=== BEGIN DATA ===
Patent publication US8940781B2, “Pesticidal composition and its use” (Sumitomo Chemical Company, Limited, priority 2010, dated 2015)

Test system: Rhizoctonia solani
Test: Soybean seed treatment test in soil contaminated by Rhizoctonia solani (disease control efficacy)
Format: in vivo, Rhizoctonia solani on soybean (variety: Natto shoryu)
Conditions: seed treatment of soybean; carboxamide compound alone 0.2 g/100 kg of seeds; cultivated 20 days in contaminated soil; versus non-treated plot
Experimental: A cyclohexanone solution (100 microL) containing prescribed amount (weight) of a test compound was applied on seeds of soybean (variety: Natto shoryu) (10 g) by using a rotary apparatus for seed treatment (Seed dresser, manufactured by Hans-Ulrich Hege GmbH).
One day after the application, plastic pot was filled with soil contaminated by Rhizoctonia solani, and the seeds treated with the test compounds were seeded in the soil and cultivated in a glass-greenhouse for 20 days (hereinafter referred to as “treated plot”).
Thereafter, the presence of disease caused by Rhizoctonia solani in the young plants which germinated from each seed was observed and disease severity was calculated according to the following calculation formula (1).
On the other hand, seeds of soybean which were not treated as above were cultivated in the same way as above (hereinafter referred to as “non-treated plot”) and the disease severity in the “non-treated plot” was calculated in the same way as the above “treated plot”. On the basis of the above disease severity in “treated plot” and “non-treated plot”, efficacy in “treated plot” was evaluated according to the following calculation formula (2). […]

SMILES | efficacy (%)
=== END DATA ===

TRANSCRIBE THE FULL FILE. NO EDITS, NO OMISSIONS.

Patent publication US8940781B2, “Pesticidal composition and its use” (Sumitomo Chemical Company, Limited, priority 2010, dated 2015)

Test system: Rhizoctonia solani
Test: Soybean seed treatment test in soil contaminated by Rhizoctonia solani (disease control efficacy)
Format: in vivo, Rhizoctonia solani on soybean (variety: Natto shoryu)
Conditions: seed treatment of soybean; carboxamide compound alone 0.2 g/100 kg of seeds; cultivated 20 days in contaminated soil; versus non-treated plot
Experimental: A cyclohexanone solution (100 microL) containing prescribed amount (weight) of a test compound was applied on seeds of soybean (variety: Natto shoryu) (10 g) by using a rotary apparatus for seed treatment (Seed dresser, manufactured by Hans-Ulrich Hege GmbH).
One day after the application, plastic pot was filled with soil contaminated by Rhizoctonia solani, and the seeds treated with the test compounds were seeded in the soil and cultivated in a glass-greenhouse for 20 days (hereinafter referred to as “treated plot”).
Thereafter, the presence of disease caused by Rhizoctonia solani in the young plants which germinated from each seed was observed and disease severity was calculated according to the following calculation formula (1).
On the other hand, seeds of soybean which were not treated as above were cultivated in the same way as above (hereinafter referred to as “non-treated plot”) and the disease severity in the “non-treated plot” was calculated in the same way as the above “treated plot”. On the basis of the above disease severity in “treated plot” and “non-treated plot”, efficacy in “treated plot” was evaluated according to the following calculation formula (2). […]

SMILES | efficacy (%)